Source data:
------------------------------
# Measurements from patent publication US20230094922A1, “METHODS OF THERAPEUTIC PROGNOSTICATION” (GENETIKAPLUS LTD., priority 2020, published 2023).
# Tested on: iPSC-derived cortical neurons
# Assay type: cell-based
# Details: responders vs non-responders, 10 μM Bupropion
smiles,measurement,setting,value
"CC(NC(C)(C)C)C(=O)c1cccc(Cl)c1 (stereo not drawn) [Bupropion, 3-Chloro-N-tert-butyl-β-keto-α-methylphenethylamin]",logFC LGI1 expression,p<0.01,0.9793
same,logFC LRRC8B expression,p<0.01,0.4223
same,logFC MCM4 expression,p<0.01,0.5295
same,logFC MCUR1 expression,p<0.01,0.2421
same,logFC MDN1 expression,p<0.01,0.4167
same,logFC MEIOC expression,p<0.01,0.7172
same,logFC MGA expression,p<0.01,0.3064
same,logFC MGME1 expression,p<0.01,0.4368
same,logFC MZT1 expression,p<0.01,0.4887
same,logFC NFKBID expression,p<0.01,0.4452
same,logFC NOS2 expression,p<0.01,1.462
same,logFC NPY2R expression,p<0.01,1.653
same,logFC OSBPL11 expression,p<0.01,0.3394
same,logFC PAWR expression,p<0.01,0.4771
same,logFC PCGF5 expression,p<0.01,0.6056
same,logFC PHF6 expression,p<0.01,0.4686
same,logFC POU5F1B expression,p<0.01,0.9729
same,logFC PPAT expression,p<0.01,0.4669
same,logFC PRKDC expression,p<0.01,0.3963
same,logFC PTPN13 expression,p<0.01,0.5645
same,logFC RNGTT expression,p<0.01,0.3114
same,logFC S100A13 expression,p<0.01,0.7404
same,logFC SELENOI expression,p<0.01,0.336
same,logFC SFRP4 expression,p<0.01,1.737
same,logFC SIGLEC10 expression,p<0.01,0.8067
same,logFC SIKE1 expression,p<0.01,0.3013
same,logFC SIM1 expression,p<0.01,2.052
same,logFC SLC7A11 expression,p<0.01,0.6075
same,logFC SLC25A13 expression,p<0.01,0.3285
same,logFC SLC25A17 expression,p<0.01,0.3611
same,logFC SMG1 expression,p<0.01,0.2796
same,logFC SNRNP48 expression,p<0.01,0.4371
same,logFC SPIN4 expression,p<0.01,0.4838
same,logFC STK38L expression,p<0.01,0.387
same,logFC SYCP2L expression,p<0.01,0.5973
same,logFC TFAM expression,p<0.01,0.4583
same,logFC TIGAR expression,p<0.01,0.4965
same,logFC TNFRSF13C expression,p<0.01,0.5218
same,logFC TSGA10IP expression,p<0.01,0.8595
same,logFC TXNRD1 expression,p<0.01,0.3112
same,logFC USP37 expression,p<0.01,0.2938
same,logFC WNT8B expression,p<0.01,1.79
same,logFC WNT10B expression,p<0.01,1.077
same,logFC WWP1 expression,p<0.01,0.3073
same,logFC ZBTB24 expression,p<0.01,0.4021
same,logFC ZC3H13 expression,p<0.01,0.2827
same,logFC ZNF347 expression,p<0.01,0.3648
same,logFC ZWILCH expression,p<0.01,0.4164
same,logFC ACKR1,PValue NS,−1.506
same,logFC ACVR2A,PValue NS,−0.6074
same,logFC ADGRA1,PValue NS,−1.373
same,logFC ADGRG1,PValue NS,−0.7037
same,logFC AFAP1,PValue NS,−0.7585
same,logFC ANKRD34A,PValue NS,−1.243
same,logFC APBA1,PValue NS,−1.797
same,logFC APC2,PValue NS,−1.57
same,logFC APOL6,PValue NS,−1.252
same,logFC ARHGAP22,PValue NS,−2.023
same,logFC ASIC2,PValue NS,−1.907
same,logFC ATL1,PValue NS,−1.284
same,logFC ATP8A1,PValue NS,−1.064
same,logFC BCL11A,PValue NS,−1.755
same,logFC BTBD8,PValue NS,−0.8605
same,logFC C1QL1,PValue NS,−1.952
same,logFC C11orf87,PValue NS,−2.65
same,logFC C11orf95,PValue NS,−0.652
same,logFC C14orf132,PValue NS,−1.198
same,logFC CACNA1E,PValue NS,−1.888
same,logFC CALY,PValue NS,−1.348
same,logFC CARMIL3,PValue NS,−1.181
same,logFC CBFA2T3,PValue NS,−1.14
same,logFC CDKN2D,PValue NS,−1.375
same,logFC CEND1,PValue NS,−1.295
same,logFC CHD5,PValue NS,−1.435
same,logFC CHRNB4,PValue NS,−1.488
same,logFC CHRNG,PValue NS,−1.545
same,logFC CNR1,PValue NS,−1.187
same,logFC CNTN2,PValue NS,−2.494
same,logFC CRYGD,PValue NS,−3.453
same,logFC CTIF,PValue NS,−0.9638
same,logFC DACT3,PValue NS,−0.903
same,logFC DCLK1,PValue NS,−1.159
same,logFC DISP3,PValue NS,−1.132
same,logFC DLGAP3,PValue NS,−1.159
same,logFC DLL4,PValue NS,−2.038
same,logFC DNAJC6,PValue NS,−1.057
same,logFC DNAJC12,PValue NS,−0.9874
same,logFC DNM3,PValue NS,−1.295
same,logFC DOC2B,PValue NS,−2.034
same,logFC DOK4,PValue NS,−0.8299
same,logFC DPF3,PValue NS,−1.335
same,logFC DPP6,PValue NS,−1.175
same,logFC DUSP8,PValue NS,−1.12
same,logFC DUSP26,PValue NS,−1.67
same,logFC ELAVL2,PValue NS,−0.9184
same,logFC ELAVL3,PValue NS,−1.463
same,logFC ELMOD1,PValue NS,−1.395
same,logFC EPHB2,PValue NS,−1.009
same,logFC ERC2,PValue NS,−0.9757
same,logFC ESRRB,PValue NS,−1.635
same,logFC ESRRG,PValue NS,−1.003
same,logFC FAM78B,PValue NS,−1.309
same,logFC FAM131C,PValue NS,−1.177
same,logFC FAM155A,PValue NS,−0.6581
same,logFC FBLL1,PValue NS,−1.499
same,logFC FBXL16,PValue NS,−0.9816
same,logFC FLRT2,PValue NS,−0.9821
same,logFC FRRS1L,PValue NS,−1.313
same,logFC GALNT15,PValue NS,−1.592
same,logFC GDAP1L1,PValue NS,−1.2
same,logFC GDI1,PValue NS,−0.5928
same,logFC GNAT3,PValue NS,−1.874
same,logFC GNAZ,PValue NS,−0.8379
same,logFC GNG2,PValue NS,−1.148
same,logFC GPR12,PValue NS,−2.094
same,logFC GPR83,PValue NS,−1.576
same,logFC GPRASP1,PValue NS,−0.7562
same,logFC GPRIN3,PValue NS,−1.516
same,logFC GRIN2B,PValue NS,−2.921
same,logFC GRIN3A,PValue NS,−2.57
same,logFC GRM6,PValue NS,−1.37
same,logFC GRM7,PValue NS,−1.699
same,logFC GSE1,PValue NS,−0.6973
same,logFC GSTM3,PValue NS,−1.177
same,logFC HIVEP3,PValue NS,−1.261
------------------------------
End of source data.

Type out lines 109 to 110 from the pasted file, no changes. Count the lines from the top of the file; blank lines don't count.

same,logFC FAM155A,PValue NS,−0.6581
same,logFC FBLL1,PValue NS,−1.499